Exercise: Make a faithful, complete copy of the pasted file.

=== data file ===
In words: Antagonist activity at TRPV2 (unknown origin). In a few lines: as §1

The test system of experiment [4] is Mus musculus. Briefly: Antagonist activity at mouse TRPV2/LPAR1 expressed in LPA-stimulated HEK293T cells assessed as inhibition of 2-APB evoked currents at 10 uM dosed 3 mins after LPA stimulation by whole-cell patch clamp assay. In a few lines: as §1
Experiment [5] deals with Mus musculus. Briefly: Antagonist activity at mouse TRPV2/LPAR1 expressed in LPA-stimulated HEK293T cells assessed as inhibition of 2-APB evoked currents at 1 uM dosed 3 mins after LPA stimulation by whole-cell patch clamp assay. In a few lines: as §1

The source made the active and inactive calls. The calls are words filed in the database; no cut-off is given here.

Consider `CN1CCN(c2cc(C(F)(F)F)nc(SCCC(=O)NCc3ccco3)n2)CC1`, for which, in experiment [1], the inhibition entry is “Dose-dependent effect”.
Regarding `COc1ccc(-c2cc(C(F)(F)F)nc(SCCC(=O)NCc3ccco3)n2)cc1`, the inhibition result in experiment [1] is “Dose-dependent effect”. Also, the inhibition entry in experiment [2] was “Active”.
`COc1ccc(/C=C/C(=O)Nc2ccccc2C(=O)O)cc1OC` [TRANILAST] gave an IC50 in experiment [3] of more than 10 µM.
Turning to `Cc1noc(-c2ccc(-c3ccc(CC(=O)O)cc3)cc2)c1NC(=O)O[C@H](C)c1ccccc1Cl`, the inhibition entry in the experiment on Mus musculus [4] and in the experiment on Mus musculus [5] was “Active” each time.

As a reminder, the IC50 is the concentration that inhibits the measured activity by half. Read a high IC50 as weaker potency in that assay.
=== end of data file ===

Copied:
In words: Antagonist activity at TRPV2 (unknown origin). In a few lines: as §1

The test system of experiment [4] is Mus musculus. Briefly: Antagonist activity at mouse TRPV2/LPAR1 expressed in LPA-stimulated HEK293T cells assessed as inhibition of 2-APB evoked currents at 10 uM dosed 3 mins after LPA stimulation by whole-cell patch clamp assay. In a few lines: as §1
Experiment [5] deals with Mus musculus. Briefly: Antagonist activity at mouse TRPV2/LPAR1 expressed in LPA-stimulated HEK293T cells assessed as inhibition of 2-APB evoked currents at 1 uM dosed 3 mins after LPA stimulation by whole-cell patch clamp assay. In a few lines: as §1

The source made the active and inactive calls. The calls are words filed in the database; no cut-off is given here.

Consider `CN1CCN(c2cc(C(F)(F)F)nc(SCCC(=O)NCc3ccco3)n2)CC1`, for which, in experiment [1], the inhibition entry is “Dose-dependent effect”.
Regarding `COc1ccc(-c2cc(C(F)(F)F)nc(SCCC(=O)NCc3ccco3)n2)cc1`, the inhibition result in experiment [1] is “Dose-dependent effect”. Also, the inhibition entry in experiment [2] was “Active”.
`COc1ccc(/C=C/C(=O)Nc2ccccc2C(=O)O)cc1OC` [TRANILAST] gave an IC50 in experiment [3] of more than 10 µM.
Turning to `Cc1noc(-c2ccc(-c3ccc(CC(=O)O)cc3)cc2)c1NC(=O)O[C@H](C)c1ccccc1Cl`, the inhibition entry in the experiment on Mus musculus [4] and in the experiment on Mus musculus [5] was “Active” each time.

As a reminder, the IC50 is the concentration that inhibits the measured activity by half. Read a high IC50 as weaker potency in that assay.